Food as a reward or punishment? 

4.  Do not listen if the program uses food as a manipulation tool. There is a very popular parenting book and program by an author in my area who is known in various countries around the world, and many families use her program successfully. However, I haven’t used it much because of its one glaring flaw: it uses food as a consequence and reward by taking away snack privileges. Much of the epidemic of overweight issues is caused by false beliefs about and emotional responses to food. If you use food as a manipulation tool (consequence or reward), it can cause serious problems for children as they get older. They may want to sneak more food, emotionally eat, and overeat at mealtimes. Find a program that leaves food out of the discipline equation.

Show Love no matter what!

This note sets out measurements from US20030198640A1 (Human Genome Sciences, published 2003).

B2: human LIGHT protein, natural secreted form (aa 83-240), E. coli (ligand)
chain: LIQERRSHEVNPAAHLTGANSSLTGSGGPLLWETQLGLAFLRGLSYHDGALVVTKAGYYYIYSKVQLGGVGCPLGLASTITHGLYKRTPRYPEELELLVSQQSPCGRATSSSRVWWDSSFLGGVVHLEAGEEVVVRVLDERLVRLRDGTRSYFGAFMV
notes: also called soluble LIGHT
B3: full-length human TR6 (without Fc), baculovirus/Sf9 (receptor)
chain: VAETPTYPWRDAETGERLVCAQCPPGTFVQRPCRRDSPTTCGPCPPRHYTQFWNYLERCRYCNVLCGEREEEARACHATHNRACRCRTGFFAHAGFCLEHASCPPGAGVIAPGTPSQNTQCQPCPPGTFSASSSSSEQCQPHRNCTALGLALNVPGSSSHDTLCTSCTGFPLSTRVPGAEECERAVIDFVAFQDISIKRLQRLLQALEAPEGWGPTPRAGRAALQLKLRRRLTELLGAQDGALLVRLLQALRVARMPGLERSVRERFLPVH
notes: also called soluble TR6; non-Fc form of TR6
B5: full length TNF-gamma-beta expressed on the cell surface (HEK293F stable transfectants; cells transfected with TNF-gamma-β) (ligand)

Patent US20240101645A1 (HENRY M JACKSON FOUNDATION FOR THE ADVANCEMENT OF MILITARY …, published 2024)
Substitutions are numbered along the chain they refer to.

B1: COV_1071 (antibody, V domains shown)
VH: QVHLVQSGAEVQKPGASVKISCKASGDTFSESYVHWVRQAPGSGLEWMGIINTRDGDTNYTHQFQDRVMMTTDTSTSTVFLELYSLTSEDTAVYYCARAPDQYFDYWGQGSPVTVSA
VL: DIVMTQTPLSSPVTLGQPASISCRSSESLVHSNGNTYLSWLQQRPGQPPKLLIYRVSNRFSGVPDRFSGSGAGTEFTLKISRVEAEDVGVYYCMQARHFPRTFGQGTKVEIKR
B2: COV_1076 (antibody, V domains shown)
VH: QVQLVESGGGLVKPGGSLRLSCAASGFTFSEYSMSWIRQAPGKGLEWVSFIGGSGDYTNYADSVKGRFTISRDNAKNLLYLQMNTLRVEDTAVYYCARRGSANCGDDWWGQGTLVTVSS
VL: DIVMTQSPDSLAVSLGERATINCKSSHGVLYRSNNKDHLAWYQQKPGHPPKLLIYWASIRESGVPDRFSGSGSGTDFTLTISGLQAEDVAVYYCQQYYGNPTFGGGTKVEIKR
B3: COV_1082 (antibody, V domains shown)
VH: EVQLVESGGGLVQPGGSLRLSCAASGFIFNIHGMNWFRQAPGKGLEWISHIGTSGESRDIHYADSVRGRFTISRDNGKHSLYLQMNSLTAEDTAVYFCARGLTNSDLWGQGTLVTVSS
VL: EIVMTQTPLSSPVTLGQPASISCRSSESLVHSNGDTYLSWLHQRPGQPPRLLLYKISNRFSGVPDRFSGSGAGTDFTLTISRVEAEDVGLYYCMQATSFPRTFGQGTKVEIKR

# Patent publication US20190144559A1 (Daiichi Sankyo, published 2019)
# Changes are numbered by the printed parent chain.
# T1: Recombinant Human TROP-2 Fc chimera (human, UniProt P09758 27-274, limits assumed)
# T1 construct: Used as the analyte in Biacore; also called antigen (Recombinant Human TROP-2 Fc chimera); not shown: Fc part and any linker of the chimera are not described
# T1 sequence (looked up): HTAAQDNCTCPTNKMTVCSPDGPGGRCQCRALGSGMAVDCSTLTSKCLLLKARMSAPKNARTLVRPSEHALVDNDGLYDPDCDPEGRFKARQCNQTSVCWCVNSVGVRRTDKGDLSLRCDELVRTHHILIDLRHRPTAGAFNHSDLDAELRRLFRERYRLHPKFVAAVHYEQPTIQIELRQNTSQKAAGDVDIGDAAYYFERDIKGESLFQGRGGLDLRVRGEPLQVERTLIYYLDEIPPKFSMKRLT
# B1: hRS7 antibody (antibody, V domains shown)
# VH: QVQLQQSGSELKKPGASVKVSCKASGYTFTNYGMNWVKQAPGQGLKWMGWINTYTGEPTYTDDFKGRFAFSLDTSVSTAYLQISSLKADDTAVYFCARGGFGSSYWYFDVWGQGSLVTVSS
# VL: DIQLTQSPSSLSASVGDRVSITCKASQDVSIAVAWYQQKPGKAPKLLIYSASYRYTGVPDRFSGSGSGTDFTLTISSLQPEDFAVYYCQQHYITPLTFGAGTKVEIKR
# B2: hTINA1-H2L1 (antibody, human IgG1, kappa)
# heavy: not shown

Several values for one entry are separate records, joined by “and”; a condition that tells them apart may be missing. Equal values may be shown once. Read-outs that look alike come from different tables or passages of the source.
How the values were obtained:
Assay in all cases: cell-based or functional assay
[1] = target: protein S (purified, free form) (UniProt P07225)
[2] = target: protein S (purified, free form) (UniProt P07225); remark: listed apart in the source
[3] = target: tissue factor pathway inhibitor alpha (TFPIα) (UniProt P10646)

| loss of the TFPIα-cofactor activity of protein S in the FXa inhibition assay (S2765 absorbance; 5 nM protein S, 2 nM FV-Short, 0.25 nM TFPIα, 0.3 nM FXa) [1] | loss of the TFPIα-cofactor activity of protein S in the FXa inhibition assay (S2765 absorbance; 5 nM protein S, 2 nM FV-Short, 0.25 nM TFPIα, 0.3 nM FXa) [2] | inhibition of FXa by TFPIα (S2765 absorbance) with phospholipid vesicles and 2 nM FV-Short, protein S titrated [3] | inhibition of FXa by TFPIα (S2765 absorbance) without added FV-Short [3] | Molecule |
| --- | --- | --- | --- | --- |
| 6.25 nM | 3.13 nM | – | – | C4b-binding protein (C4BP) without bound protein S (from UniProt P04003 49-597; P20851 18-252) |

5.  Find a program that teaches love for your children, even if they are misbehaving or make a mistake. One particular father was anticipating an upcoming dinner date with his daughter. However, the weekend before the date, his daughter seriously broke some family rules and did some things that were not good for her. Conventional thought says that the best thing to do here is to take away the dinner date so this daughter knows how wrong her choices were. But that’s not what this dad did. He enforced discipline that had already been discussed for a situation like this, and kept his dinner date with his daughter. You see, that date was for both of them-it was to nourish their relationship and let his daughter know that no matter what she DOES, he still loves her. And I’ll bet that was more of a motivation for this girl to make better choices than any inflicted discipline could have been. Sometimes it’s our nature as parents to withdraw love from our children by getting angry with them, putting them in time out, “grounding” them, or rejecting them when they make a mistake. This results in the child feeling rejected and not good enough, as well as breaks down the parent-child relationship. Think of it this way: how would it feel if we as adults were yelled at or rejected by our boss, our spouse, or even a sibling every time we made a mistake? That would not feel good or motivate us to do better. The same applies to our children. The message that is sent when we withdraw our love and attention from our children is conditional: “I will love you when you behave. When you do as you’re told, you deserve my love. When I like what you DO, I love you.” Showing love to your children even through their growing pains and weaknesses is vital to their emerging as healthy adults. Read this short article about “Living Love” for more understanding about this, then read “Unconditional Parenting” by parenting guru Alfie Kohn. You will see parenting in a whole different light.